Corporate Banner
Satellite Banner
Crystallography
Scientific Community
 
Become a Member | Sign in
Home>News>This Article
  News
Return

Molecular Movies to Reveal the Dynamic Lives of Proteins

Published: Tuesday, July 01, 2008
Last Updated: Tuesday, July 01, 2008
Bookmark and Share
Capturing moving images of tiny protein molecules is the aim of a new research project announced at Imperial College London.

Capturing moving images of tiny protein molecules is the aim of a new research project announced at Imperial College London. The research will reveal, on extremely short timescales, the miniscule movements of proteins which help carry out important biological processes in people, animals, insects and plants.

The one million euro study, funded by the European Research Council, will focus on one particular group of proteins called light receptor proteins. Researchers will examine what happens when these proteins are hit with a pulse of bright laser light, and will record moving images of the results.

Light receptor, or 'photoreceptor', proteins trigger important biological responses to light. The human photoreceptor proteins which the researchers will study are involved in maintaining the body's internal 24 hour clock which governs sleep cycles in relation to day and night, and have significant biomedical importance.

The researchers will also study plant light receptor proteins which help plants bend towards the sun, and are involved in photosynthesis - the process by which sunlight is converted into energy.

The new funding will allow scientists to bring together two different types of imaging technology to look at both vibrations and motions on extremely short timescales, for the first time in the UK. This will enable the scientists to record how the molecular structures of these types of proteins change when they are 'at work'.

Recipient of the new grant, Dr Jasper van Thor from Imperial College London's Department of Life Sciences, explains why capturing dynamic 'movies' of these proteins is important:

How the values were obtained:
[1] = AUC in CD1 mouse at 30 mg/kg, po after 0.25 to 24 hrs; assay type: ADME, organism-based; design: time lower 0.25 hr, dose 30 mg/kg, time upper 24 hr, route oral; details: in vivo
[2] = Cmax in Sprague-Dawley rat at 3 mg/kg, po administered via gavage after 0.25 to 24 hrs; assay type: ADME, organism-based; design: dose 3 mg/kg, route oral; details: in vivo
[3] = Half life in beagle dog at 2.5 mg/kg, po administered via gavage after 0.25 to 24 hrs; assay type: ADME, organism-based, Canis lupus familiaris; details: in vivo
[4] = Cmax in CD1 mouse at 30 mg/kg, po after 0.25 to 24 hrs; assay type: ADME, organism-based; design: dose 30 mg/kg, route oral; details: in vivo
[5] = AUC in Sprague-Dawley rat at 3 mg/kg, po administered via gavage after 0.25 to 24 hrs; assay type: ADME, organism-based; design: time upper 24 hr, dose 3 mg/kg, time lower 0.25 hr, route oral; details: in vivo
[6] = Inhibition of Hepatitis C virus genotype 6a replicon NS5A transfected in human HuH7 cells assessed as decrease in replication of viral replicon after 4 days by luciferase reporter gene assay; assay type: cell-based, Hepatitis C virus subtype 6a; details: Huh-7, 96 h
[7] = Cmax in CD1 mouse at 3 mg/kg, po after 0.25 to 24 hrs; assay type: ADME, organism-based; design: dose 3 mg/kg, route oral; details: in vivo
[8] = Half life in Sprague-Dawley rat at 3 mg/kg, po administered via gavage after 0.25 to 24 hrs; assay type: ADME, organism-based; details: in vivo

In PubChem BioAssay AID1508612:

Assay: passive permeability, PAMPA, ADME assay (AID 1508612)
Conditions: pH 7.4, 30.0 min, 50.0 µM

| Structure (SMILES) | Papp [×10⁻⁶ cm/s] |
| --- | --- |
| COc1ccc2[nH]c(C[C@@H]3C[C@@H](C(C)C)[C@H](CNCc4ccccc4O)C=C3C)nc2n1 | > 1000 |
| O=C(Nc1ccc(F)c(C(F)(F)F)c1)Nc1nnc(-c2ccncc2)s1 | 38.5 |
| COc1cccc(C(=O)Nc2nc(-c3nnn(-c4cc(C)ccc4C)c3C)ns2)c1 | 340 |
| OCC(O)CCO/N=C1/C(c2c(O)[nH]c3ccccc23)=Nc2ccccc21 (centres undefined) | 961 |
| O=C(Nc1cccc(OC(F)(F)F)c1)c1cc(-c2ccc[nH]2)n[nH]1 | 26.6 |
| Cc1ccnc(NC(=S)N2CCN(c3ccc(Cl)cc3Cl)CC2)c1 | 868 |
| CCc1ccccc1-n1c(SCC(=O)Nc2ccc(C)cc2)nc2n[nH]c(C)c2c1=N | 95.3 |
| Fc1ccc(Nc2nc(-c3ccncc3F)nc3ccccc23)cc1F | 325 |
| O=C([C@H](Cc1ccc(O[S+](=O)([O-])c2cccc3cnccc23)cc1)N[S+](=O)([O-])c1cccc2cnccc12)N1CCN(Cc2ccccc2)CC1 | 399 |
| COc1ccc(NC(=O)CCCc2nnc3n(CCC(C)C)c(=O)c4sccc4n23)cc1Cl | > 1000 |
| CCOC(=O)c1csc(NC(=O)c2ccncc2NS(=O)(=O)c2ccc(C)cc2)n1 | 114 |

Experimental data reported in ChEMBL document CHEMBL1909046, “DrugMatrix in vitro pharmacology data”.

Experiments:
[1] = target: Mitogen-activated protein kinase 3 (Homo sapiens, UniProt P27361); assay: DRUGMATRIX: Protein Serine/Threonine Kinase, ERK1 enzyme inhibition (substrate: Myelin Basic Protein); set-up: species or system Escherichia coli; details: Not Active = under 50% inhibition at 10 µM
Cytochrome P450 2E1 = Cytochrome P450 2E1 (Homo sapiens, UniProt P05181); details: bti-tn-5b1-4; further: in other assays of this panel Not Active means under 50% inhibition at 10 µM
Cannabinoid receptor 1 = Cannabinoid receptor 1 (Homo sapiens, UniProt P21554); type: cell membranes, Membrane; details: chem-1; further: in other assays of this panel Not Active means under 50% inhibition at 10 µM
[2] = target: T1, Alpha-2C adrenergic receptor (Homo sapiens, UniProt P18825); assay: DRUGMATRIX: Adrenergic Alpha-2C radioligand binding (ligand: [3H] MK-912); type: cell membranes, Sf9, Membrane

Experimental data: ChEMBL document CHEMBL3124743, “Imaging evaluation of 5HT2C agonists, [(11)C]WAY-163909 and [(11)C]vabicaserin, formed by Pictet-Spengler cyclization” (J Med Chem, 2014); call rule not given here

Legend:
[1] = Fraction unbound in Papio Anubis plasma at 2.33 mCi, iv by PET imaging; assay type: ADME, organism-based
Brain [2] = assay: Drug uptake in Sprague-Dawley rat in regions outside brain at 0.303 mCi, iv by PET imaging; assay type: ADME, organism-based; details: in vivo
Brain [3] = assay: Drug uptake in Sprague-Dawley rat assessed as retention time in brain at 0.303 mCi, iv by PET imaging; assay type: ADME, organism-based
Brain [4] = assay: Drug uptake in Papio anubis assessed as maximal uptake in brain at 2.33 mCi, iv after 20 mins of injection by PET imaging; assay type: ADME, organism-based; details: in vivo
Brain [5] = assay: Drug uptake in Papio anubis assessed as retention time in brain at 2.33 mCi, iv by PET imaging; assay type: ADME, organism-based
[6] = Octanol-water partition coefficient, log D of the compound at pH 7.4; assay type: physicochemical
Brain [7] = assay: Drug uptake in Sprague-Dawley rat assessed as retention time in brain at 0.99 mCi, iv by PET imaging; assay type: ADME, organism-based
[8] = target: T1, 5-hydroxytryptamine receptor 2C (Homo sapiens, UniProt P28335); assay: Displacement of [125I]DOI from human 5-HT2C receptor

"Although much is known about the structure of these types of proteins when they're in a static state, few experiments have been carried out to understand exactly what happens on a molecular level when they're 'activated' by light and start moving around doing their jobs.

"We hope that getting a dynamic, moving picture of how these proteins work will give us a greater understanding than ever before of how these important biological processes happen."      

Dr van Thor's grant will be used to fit out a new laser laboratory at Imperial for 'pump-probe' experiments. In these experiments, the light receptor protein molecules will be stimulated, or 'pumped', into activity by a laser, and then their movements and structural changes recorded by a very fast spectroscopic 'probe' for analysis.

This probe will give the scientists a moving image which will reveal more about the structure of the proteins than a stationary snapshot would.

The second type of technology that Dr van Thor and his colleagues will use to capture images of the proteins in action is extremely powerful x-rays produced in synchrotron facilities.

In these experiments, the scientists will again use a laser pump to activate the proteins, but here they will use a very fast pulsed x-ray probe to record to the moving images. The combination of these two techniques will give Dr van Thor a comprehensive set of moving images of the light receptor proteins at work.


Further Information

Join For Free